| Conclusion|| |
Prior application of a calcium hydroxide dressing only had a negative effect on the push-out bond strength of the AH Plus sealer, MTA Fillapex, and endosequence BC. Hence, further studies are required to investigate the effect of different removal techniques of intracanal medicaments on the bond strength of AH Plus, MTA Fillapex, and endosequence BC sealers.
Financial support and sponsorship
Conflicts of interest
There are no conflicts of interest.
| References|| |
Akcay M, Arslan H, Topcuoglu HS, Tuncay O. Effect of Calcium Hydroxide and Double and Triple Antibiotic Pastes on the Bond Strength of Epoxy Resin-based Sealer to Root Canal Dentin. J Endod 2014;40:1663-7.
Siqueira JF Jr., Lopes HP. Mechanisms of antimicrobial activity of calcium hydroxide: A critical review. Int Endod J 1999;32:361-9.
Saleh IM, Ruyter IE, Haapasalo MP, Orstavik D. Adhesion of endodontic sealers: Scanning electron microscopy and energy dispersive spectroscopy. J Endod 2003;29:595e601.
Fisher MA, Berzins DW, Bahcall JK. An in vitro
comparison of bond strength of various obturation materials to root canal dentin using a push-out test design. J Endod 2007;33:856e8.
Darrag AM, Fayyad, Dalia. Adhesives in endodontics. Part II. ENDO. 2011; 5. 87-105.
DeLong C, He J, Woodmansey KF. The effect of obturation technique on the push-out bond strength of calcium silicate sealers. J Endod. 2015;41:385-8.
Shokouhinejad N, Hoseini A, Gorjestani H, Shamshiri AR. The effect of different irrigation protocols for smear layer removal on bond strength of a new bioceramic sealer. Iran Endod J 2013;8:10-3.
Gurgel-Filho FD, Leite FM, Benício de Lima J, Montenegro JP, Saavedra F, Silva EJ. Comparative evaluation of push-out bond strength of a MTA-based root canal sealer. Braz. J. Oral Sci 2014;13:114-7.
Shokouhinejad N, Hoseini A, Gorjestani H, Shamshiri AR. The effect of different irrigation protocols for smear layer removal on bond strength of a new bioceramic sealer. Iran Endod J 2013;8:10-3.
Amin SAW, Seyam RS and El-Samman MA. The Effect of Prior Calcium Hydroxide Intracanal Placement on the Bond Strength of Two Calcium Silicate–based and an Epoxy Resin–based Endodontic Sealer. J Endod. 2012;38:696-9.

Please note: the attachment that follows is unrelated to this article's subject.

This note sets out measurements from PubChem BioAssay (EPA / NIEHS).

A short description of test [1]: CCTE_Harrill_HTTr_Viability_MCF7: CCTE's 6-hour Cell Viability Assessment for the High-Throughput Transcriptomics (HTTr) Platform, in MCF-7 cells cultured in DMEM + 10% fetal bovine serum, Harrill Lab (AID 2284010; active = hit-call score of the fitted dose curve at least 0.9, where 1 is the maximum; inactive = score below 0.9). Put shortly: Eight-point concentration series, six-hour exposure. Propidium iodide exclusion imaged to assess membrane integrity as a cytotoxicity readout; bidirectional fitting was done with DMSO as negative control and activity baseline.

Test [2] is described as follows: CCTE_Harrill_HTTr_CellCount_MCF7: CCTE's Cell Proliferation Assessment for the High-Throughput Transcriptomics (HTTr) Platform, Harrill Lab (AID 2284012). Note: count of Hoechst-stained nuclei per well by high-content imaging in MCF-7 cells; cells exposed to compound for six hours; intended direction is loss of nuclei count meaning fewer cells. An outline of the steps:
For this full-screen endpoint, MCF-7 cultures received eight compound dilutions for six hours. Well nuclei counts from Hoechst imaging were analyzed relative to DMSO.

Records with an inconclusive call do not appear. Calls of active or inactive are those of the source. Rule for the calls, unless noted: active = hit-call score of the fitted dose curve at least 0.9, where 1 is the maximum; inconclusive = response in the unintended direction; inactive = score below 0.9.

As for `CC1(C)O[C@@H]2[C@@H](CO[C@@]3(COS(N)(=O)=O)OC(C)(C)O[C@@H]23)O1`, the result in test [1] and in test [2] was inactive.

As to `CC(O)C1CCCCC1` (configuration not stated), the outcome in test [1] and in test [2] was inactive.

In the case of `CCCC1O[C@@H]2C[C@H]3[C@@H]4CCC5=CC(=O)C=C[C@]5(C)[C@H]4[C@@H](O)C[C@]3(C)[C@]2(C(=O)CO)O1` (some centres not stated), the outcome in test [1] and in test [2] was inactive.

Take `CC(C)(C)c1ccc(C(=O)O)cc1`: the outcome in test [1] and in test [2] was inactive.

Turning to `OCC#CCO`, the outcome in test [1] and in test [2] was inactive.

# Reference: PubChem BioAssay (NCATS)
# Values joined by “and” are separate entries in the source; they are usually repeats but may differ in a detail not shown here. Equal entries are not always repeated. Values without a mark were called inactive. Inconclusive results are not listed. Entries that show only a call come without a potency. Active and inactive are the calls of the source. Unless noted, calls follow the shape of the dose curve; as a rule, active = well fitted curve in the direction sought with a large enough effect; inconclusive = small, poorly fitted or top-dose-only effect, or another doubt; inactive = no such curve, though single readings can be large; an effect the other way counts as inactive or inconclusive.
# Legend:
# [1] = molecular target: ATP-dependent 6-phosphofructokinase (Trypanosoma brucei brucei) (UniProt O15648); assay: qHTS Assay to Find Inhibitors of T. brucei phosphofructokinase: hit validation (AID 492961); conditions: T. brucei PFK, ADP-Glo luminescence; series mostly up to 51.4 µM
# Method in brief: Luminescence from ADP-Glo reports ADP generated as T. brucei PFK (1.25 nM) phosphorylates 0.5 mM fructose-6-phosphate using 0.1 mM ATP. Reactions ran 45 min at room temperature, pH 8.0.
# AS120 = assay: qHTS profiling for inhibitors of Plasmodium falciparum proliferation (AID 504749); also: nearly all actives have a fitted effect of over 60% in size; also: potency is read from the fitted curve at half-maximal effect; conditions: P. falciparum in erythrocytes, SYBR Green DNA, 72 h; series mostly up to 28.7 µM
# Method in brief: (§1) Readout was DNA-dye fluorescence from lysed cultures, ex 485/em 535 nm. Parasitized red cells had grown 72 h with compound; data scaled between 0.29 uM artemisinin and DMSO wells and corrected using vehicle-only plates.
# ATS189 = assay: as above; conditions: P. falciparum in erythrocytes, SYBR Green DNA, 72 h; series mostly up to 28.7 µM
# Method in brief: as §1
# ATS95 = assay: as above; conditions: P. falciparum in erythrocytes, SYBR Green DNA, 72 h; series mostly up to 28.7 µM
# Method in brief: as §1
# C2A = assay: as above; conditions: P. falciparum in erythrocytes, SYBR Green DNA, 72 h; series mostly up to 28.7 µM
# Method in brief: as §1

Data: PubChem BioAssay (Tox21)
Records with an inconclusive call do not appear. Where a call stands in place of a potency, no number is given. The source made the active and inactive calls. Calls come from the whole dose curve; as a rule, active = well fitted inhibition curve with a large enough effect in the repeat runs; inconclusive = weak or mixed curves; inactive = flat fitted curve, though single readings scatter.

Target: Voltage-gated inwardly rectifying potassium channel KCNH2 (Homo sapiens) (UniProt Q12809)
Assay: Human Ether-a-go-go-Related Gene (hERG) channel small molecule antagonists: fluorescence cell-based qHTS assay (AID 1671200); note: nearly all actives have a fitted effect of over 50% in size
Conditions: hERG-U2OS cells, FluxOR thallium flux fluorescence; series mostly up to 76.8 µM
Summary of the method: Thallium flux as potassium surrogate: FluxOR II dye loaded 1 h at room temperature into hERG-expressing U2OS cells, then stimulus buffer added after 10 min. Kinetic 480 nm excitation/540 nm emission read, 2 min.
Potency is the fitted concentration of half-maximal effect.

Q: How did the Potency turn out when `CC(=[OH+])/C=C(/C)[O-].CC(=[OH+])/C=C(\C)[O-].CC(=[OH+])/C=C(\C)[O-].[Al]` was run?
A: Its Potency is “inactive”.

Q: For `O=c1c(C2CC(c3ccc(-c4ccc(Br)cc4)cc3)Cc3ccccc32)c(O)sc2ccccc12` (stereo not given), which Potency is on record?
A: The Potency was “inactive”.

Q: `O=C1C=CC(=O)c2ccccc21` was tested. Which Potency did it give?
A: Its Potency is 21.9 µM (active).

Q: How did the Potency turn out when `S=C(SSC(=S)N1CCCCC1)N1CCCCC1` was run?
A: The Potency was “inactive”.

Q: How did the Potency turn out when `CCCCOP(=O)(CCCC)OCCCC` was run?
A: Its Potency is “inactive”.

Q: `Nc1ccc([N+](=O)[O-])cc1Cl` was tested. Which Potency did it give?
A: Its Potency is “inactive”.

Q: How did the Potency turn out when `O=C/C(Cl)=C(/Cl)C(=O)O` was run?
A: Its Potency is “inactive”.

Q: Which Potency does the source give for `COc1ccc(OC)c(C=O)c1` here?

Mohammadi Z, Dummer PM. Properties and applications of calcium hydroxide in endodontics and dental traumatology. Int Endod J 2011;44:697-730.
Koch K, Brave D. Bioceramic Technology- the game changer in endodontics. ENDO 2009;2:17-21.
Sarkar NK, Caicedo R, Ritwik P, Moiseyeva R, Kawashima I. Physicochemical Basis of the Biologic Properties of Mineral Trioxide Aggregate. J Endod 2005;31:97-100.
Bird DC, Komabayashi T, Guo L, Opperman LA, Spears R. In vitro
evaluation of dentinal tubule penetration and biomineralization ability of a new root-end filling material. J Endod 2012;38:1093-6.
Elbatouty KM, Ibrahim DY, Youniss WN. In vitro
bond strength of bioceramic root canal sealer in comparison to resin-based and eugenol-based root canal sealers. Endo (LondEngl) 2015;9:59-63.
Madhuri GV, Varri S, Bolla N, Mandava P, Akkala LS, Shaik J. Comparison of bond strength of different endodontic sealers to root dentin: An in vitro
push-out test. J Conserv Dent 2016;19:461-4.
Tagger M, Tagger E, Tjan AH, Bakland LK. Measurement of adhesion of endodontic sealers to dentin. J Endod 2002;28:351-4.
Guiotti FA, Kuga MC, Duarte MA, Sant'Anna AJ, Faria G. Effect of calcium hydroxide dressing on push-out bond strength of endodontic sealers to root canal dentin. Braz Oral Res. 2014;28.
Polineni S, Bolla N, Mandava P, Vemuri S, Mallela M. Marginal adaptation of newer root canal sealers to dentin: A SEM study. J Conserv Dent 2016;19:360-3.
Forough Reyhani M, Ghasemi N, Rahimi S, Salem Milani A, Mokhtari H, Shakouie S, et al
. Push-Out Bond Strength of Dorifill, Epiphany and MTA-Fillapex Sealers to Root Canal Dentin with and without Smear Layer. Iran Endod J 2014;9:246-50.
Ghabraei S, Bolhari B, Yaghoobnejad F, Meraji N. Effect of Intra-Canal Calcium Hydroxide Remnants on the Push-Out Bond Strength of Two Endodontic Sealers. Iran Endod J 2017;12:168-72.
Guneser MB, Akbulut MB, Eldeniz AU. Effect of various endodontic irrigants on the push out bond strength of biodentine and conventional root perforation repair materials. J Endod 2013;39:380-4.
Ustun Y, Arslan S, Aslan T. Effects of calcium hydroxide and propolis intracanal medicaments on bond strength of resin-based endodontic sealer as assessed by push-out test. Dent Mater J 2013;32:913-9.
EL-Ma'aita AM, Qualtrougha AJE, Watts DC. The effect of smear layer on the push-out bond strength of root canal calcium silicate cements. Dent Mater 2013;29:797-803.
Helvacıoǧlu Kıvanç B, Deniz Arısu H, Uçtaşlı MB, Okay TC. The effect of different adhesive system applications on push out bond strengths of glass fiber posts. J Adv Prosthodont 2013;5:305-11.
Rached-Júnior FJ, Souza AM, Macedo LM, Raucci-Neto W, Baratto-Filho F, Silva BM, et al
. Effect of root canal filling techniques on the bond strength of epoxy resin-based sealers. Braz Oral Res [online]. 2016;30:e24.